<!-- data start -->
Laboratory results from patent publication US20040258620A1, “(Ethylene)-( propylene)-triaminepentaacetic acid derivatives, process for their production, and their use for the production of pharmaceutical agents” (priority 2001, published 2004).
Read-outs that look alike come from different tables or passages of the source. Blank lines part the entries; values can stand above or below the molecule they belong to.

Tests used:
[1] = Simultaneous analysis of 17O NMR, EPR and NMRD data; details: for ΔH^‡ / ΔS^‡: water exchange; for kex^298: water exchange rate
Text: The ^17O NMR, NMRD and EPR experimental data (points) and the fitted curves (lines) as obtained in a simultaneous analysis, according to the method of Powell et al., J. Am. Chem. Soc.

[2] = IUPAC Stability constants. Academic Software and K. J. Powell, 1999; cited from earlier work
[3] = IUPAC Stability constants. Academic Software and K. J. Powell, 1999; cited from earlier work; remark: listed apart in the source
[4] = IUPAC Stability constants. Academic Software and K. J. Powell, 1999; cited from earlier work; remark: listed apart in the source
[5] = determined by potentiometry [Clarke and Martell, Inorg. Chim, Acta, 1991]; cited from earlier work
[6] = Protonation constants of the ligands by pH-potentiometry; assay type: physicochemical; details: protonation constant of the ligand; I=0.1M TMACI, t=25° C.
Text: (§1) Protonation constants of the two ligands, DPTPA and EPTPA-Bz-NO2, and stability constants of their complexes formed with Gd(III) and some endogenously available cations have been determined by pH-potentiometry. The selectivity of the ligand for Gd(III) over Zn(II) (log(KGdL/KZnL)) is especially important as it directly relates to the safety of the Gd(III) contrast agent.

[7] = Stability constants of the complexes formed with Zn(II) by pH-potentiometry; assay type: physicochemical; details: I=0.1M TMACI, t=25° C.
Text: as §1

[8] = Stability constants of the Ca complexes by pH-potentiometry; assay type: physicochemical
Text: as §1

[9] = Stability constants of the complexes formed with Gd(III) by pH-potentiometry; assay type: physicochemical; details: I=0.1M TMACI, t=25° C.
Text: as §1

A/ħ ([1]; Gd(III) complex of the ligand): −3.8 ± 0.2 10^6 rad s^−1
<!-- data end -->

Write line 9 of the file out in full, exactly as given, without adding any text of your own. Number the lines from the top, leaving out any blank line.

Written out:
[5] = determined by potentiometry [Clarke and Martell, Inorg. Chim, Acta, 1991]; cited from earlier work